In six years of civil war that has ravaged Syria, it was the first time the US has shot down one of the country’s planes.
The US military said the Syrian jet had dropped bombs near rebel Syrian Democratic Force (SDF) fighters on Sunday. The US backs the SDF.
“In accordance with rules of engagement and in collective self-defence of coalition-partnered forces, [the Syrian jet] was immediately shot down by a US F/A-18E Super Hornet,” a coalition statement read.
But Damascus has said the jet was carrying out a “combatant mission against ISIS terrorist organisation”.
The action was a “flagrant aggression” that confirmed the US’ “real stance in support of terrorism,” Syria’s military said.
Theoretically, coalition forces and Russia have the same goal in Syria — to rid the country of IS.
But they are going about it in very different ways which has seen Moscow and Washington regularly clash.
Russia backs the Assad Syrian government regime, while the US wants Assad gone and has backed rebels.
Indeed, it accused the US of failing to pick up the phone to warn them about Sunday’s attack.
But there was a much more ominous threat from Moscow. That any coalition jet west of the Euphrates river, that bisects Syria, was now in danger of being shot down.
Russia’s deputy foreign affairs minister, Sergei Ryabkov, said the US strike “has to be seen as a continuation of America’s line to disregard the norms of international law.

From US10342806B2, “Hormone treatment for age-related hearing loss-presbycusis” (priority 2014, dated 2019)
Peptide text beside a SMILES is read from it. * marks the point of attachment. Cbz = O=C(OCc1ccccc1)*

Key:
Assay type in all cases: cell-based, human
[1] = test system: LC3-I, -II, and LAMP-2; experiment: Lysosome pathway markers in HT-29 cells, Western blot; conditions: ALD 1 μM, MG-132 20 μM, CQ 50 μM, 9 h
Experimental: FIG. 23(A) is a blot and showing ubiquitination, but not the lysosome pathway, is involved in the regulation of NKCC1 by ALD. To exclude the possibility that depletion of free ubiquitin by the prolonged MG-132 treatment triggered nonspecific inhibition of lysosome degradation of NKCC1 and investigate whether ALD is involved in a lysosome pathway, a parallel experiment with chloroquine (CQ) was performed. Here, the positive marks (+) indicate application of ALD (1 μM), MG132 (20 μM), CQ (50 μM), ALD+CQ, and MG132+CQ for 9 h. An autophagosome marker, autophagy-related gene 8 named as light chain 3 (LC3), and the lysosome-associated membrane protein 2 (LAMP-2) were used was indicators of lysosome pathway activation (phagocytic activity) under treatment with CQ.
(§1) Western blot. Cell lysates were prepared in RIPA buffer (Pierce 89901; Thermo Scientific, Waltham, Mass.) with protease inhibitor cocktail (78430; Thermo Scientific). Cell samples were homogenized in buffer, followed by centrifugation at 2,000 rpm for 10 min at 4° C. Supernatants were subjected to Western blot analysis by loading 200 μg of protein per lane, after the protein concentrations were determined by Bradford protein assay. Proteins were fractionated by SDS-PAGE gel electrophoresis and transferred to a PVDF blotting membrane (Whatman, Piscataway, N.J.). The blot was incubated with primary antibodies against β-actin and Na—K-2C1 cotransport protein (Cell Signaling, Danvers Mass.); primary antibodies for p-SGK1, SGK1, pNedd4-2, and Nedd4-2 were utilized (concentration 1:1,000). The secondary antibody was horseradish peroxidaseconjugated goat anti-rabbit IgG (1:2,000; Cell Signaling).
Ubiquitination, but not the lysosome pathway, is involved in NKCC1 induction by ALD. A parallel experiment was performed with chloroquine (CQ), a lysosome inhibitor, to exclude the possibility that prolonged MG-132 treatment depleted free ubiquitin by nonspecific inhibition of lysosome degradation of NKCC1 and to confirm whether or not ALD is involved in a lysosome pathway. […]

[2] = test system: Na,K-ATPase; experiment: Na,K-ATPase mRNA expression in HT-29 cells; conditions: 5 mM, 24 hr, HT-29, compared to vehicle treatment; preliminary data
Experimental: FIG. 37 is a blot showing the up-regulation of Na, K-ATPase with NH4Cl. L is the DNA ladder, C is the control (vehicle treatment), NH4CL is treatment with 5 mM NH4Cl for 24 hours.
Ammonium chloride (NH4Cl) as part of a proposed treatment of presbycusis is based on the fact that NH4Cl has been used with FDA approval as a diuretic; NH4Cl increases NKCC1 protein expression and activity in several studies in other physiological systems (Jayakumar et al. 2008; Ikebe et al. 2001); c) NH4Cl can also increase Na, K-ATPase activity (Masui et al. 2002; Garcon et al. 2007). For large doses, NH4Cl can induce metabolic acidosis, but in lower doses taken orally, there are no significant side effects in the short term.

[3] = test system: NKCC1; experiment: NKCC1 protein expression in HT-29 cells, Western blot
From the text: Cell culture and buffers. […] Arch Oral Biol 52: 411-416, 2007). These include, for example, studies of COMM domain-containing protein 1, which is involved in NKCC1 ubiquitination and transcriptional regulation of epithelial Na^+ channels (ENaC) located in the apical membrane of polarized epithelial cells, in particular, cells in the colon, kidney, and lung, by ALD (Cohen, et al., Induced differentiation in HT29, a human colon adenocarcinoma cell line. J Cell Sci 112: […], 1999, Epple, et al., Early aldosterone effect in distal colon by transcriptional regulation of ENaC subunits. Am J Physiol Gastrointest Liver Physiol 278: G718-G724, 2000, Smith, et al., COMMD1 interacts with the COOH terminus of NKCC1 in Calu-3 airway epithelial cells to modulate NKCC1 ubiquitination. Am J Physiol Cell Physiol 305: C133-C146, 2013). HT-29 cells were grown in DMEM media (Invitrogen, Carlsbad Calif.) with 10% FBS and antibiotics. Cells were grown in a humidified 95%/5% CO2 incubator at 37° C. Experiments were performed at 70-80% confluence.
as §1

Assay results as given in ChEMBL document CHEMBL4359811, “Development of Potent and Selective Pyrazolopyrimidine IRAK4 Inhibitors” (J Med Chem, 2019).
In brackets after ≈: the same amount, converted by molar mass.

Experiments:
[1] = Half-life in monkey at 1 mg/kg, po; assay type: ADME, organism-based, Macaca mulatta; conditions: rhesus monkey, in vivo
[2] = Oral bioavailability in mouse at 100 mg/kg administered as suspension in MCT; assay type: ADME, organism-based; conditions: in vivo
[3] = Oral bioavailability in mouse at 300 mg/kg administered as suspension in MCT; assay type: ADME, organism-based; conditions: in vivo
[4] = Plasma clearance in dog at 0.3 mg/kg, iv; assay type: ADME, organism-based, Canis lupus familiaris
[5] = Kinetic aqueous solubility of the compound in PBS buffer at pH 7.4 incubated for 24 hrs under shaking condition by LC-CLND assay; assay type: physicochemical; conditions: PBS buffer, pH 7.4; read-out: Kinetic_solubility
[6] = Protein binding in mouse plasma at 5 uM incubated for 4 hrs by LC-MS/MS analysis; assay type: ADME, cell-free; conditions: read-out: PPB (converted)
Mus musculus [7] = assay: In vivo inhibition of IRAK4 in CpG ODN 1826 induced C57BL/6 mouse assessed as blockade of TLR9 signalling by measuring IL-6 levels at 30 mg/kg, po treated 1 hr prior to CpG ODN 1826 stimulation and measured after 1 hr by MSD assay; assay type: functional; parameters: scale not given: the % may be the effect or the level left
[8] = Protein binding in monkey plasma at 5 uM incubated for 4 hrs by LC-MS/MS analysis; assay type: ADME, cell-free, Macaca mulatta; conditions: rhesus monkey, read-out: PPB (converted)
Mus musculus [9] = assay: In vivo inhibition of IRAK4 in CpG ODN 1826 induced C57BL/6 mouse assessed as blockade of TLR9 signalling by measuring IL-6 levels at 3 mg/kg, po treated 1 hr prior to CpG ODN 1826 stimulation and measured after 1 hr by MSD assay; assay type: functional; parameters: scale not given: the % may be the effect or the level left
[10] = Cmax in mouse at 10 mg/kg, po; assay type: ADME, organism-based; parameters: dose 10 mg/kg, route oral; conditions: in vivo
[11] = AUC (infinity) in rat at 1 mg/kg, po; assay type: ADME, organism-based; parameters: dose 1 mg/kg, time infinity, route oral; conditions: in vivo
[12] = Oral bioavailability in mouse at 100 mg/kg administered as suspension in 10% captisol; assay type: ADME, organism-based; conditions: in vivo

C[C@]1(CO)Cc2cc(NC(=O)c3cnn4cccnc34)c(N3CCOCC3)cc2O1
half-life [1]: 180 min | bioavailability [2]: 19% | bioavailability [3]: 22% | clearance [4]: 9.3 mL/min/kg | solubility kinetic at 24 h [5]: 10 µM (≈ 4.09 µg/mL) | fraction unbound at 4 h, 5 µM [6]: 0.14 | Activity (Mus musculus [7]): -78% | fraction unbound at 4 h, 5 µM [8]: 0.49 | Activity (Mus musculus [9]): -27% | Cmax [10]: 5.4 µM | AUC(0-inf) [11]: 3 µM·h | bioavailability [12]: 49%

“What is this if not an act of aggression? It is, if you like, help to those terrorists that the US is fighting against, declaring they are carrying out an anti-terrorism policy.”
Moscow stopped short of confirming it would shoot down Australian or any other coalition jets. Rather it raised the possibility there were now grounds to justify just such a course of action.
“A threat for those jets may appear only if they take action that poses a threat to Russian aircraft,” Mr Ryabkov said.
The Russian foreign ministry detailed what equipment might now be at risk.
“All kinds of airborne vehicles, including aircraft and UAVs [unmanned aerial vehicles] of the international coalition, detected to the west of the Euphrates river will be tracked by the Russian SAM systems as air targets.”
The ADF said that operations in Iraq will continue as normal.
The US said Russia might want to think twice before locking on to one of its jets.
Syria-based journalist Alaa Ebrahim told Russia Today, a news service which generally takes a pro-Moscow view, said that Washington might be looking to ensure the Syrian government wasn’t part of any liberation of Raqqa.
“The US is trying to draw boundaries in the Syrian conflict and red lines for the Syrian army not to cross them,” he said.
British Prime Minister Theresa May called on Russia to reactivate the hotline to “reduce the chance of misunderstandings over what is a crowded airspace”, Reuters reported.
US officials are trying to calm the escalating situation and said they wanted to relaunch the “deconflcition’ hotline.
The link is a regular phone line staffed on the US side by a Russian-speaking officer and has been used daily since its inception.
In an appearance at the US National Press Club, Marine General Joseph Dunford, chairman of the Joint Chiefs of Staff, said US and Russian interests would both be served by avoid direct hostilities in Syria.
“The worst thing any of us could do right now is address this with hyperbole,” Dunford said.
“I’m confident that we are still communicating between our operations centre and the Russian Federation’s operations centre. I’m also confident that our forces have the capability to take care of themselves.”
Australia’s Air Task Group consists of 300 personnel, six F/A-18 Hornets, an E-7A Wedgetail Airborne Early Warning and Control aircraft, and a KC-30A Multi-Role Tanker and Transport plane.